Have you ever experienced the same? Isn’t that probably the case that many of you, if not everyone of you, in your personal life have the same experience, make mistakes and learn from it? Do you transfer and apply these insights to your business life? With the same intensity and freedom? If you don’t, why not? Is it a matter of responsibility? Is that because in personal life, your failure might not damage anyone but yourself and back in business you might have people around you, from colleagues to superiors, who would become disappointed of you? You might lose face, right? You might even risk losing job! And yet imagine, if that failure and making mistake would lead into some great insight and learning, and help you to innovate and come up with some great design or of a grand sales and marketing idea in a new environment, you would be massively celebrated, right?
What I am trying to say is: Failure is a matter of perspective. Some of us looks at it as a mistake what causes damage and that consequences should be executed. We might lose salary, bonus or reputation and more. Some other, specially successful people or corporations and those who promote success measure themselves against goals they don’t meet and are therefore considered failures.
What I am trying to say is: Failure is a matter of perspective.
Now let’s discuss how this type of healthy failure is implemented in our organization. Of course taking it for granted that our leadership is permitting the exercise and is happy with us turning the organization into a learning and innovative environment.
Let’s think of your most recent effort that fell flat. What can it tell you? How can you use it to aim for a new goal, or move closer to the original vision? In fact, since you are great at what you do and are experts, in order to embrace failure and allow yourself to make mistakes you need to become “deliberate amateurs”.
If the above does not relate to you, what is the process you usually follow to reach the top result, at your work? Any concept what secures you the top result with no risk of making mistake on your road to your final destination?
There are too many businesses that eliminate the opportunities for their employees to become deliberate amateurs, asking the questions that can lead to truly disruptive innovation. So let’s have your company coming that far to say “We incentivize creativity and innovation by reducing the cost of failure, by creating safe spaces for exploration.”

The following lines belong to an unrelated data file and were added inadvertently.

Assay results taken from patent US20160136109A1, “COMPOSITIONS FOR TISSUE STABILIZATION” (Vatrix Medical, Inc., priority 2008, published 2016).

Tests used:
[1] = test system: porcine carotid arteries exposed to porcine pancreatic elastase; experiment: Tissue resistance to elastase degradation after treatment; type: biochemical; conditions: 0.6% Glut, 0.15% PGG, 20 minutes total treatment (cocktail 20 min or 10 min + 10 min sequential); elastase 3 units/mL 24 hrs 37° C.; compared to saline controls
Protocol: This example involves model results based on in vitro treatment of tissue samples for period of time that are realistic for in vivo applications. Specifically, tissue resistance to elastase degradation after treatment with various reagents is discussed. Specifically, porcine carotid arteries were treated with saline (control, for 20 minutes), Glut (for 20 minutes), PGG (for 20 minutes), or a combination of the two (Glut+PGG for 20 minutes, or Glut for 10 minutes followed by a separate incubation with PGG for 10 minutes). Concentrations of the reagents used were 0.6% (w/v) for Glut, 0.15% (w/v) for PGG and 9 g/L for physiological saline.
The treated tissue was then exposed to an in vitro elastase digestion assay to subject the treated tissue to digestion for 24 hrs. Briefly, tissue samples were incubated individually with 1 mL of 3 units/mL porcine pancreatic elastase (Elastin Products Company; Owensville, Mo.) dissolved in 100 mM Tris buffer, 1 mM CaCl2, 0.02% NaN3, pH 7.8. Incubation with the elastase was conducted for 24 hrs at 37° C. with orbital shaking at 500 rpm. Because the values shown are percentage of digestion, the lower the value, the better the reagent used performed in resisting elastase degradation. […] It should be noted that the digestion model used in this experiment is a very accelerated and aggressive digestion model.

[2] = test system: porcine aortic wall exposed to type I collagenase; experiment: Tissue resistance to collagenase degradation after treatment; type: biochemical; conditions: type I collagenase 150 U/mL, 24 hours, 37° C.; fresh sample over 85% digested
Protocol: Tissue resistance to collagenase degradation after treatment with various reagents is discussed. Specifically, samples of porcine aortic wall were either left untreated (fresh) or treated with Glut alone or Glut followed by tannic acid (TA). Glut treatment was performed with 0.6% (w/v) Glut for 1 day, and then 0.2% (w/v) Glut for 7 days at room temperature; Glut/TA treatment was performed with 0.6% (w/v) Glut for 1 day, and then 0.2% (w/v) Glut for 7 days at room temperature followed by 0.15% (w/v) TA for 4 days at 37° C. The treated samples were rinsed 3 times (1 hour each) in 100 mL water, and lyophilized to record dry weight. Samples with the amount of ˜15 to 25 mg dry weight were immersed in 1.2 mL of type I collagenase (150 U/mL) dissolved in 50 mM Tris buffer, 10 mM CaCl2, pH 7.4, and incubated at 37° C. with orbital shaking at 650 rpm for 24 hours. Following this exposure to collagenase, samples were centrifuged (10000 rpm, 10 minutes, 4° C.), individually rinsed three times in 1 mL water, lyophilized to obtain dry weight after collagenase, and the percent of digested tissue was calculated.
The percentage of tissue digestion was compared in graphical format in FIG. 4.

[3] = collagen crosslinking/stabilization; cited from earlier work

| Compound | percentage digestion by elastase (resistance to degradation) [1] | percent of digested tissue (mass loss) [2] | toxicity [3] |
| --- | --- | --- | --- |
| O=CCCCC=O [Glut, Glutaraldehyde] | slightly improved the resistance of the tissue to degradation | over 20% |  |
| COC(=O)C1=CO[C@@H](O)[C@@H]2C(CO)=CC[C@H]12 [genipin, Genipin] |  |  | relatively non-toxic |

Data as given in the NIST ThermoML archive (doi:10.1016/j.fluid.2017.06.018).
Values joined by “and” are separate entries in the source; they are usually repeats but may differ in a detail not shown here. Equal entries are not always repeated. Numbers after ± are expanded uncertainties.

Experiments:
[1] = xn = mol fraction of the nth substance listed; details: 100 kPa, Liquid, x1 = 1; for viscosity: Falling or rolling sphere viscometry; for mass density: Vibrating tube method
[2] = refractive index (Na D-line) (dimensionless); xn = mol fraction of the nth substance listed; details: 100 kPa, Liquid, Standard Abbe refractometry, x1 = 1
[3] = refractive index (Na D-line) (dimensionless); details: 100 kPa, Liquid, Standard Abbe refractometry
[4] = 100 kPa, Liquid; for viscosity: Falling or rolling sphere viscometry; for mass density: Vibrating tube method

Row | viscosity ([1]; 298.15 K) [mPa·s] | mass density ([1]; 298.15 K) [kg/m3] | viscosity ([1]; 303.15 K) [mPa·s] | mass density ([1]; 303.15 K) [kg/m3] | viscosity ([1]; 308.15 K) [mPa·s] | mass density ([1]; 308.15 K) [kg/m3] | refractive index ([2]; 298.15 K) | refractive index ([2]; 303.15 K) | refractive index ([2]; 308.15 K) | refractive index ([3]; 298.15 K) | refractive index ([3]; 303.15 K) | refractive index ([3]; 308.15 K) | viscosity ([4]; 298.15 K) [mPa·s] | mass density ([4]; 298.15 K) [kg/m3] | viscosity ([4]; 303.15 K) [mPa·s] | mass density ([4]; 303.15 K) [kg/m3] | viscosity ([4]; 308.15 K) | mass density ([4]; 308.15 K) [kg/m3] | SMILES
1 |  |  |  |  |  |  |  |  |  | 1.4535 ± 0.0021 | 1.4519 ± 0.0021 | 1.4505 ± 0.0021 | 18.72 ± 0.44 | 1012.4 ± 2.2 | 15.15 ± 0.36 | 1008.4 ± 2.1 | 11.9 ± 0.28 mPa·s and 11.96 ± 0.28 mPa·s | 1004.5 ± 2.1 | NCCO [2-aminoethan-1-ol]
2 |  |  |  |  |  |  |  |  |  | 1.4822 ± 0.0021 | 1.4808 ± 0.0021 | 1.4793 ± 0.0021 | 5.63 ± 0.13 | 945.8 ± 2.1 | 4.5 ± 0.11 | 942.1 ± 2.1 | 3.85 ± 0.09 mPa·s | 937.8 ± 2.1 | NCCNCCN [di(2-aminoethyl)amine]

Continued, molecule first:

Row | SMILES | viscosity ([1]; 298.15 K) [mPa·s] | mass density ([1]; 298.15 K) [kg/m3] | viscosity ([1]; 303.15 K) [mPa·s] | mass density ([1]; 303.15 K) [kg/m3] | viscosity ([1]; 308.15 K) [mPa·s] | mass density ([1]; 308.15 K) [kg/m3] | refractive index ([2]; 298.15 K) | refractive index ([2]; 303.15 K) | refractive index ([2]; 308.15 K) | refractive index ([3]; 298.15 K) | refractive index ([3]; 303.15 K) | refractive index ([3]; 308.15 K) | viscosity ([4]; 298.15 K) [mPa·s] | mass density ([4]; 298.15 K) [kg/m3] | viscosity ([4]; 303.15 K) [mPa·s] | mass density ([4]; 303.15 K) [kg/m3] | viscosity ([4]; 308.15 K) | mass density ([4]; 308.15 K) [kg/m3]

Professor Lawrence Zeegen sometimes asks this simple question to his participants:
can you tell what the following have in common: Penicillin, Post-It notes, Velcro (google this one, a real fun story), the Slinky (I guess you need to google this one too if you are not American), and Coca-Cola.
Yes, they are all happy accidents, results of unintentional outcomes, while aiming for other targets and therefore considered as failures.
So how come we always ask for perfection and never welcome mistakes? Is that not already the reason why we are so afraid of failures? Lawrence explains “well, we want the predictable, because designing beautiful things is calculated and charged at an hourly rate and dead-ends and wrong-turnings cannot be charged for. This is why successful companies who permit failure becoming part of their culture, include a line in their P&L”
I actually advise my clients to have this line too and I call it Burn Money. So YES! you need to have the right environment, freedom, trust and back up to make mistakes.
Professor Lawrence Zeegen is also reminding of the cultural aspect and I realize that there are countries where failure leads to losing face and more. Saichiro Honda says “success is 99% Failure”. And that part of it is painful and embarrassing. Isn’t that called Seppuku, the ritualised suicide in japan, when they fail? And isn’t this maybe an exaggerated picture of the feeling in all of us, what makes us deny our mistakes rather than learning from them?
If I were you , I would stand up right now and do something really difficult, something you are sure you will fail performing. And see what it feels like.
Here are some food for thoughts (major thanks to Professor Lawrence Zeegen) what I’d like to share with you to close this rather long article:
– Mistakes should become your portal of discovery.
– Fail, try again, fail again, fail better.
– Call your mistakes “experience”.
– Failure will give your success its flavour.
– Mistakes enable you to learn more quickly and lead new directions
– if something goes wrong beyond your expectations, get some new insights and benefit of it. This will exceed by far the costs.
My last words can only be: HAPPY FAILING!
CEO and Co-Founder of Pi School